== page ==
H/T Anchoress, who hopes for conversion of President Obama on issues of life. I’ll pray for that! I’m sure Obama now knows who Mary Ann Glendon is and may give ear to what she has to say he only out of curiousity, due to a well publicized run in with this woman of integrity.
“We have also been mindful of the fact that in today’s world, ironically, many threats to the dignity of the person have appeared in the guise of human rights. As you pointed out in your memorable speech to the United Nations last year, there are mounting pressures to ‘move away from the protection of human dignity towards the satisfaction of simple interests, often particular interests.’ “……………
“We have paid special attention to rights that are currently under assault such as the right to life, the right to found a family, freedom of conscience and religion, and to rights that have too long awaited fulfillment such as the right to decent subsistence.”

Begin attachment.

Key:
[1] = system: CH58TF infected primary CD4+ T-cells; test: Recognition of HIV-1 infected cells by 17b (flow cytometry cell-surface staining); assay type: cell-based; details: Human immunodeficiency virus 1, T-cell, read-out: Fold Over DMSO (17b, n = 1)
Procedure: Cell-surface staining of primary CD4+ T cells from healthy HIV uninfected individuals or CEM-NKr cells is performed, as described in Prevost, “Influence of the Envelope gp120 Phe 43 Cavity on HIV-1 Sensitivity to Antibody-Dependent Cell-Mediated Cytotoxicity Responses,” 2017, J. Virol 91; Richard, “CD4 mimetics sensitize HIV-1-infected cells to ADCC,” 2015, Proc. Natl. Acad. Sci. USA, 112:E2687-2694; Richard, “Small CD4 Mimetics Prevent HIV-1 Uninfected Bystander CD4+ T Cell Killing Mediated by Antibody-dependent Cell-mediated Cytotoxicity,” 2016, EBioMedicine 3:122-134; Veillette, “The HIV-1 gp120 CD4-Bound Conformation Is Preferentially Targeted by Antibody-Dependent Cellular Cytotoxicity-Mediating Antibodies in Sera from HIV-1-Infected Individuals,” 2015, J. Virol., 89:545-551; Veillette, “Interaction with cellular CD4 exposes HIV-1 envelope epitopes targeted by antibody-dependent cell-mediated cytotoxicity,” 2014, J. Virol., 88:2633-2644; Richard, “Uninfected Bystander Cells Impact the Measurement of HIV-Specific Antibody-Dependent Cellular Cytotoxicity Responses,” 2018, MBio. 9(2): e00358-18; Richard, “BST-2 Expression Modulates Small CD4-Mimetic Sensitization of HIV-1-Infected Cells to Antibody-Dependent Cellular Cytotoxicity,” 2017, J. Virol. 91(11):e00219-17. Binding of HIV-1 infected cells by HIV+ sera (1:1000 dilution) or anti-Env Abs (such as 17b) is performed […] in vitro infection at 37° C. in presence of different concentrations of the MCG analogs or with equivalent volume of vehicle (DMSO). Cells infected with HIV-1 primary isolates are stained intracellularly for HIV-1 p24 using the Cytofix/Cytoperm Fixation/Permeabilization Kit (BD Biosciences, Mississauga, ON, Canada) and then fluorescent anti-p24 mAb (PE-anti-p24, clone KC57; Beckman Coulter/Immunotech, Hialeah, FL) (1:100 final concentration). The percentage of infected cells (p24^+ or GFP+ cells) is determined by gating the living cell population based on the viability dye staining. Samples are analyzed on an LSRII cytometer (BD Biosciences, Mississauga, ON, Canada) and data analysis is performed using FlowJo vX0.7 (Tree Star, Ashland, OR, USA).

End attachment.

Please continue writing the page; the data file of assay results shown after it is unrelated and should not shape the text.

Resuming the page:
From Pope Benedict’s response: (Full text here)
“The Church’s action in promoting human rights is therefore supported by rational reflection, in such a way that these rights can be presented to all people of good will, independently of any religious affiliation they may have”. At the same time, “insofar as human rights need to be re-appropriated by every generation and by each individual, and insofar as human freedom … is always fragile, the human person needs the unconditional hope and love that can only be found in God and that lead to participation in the justice and generosity of God towards others”.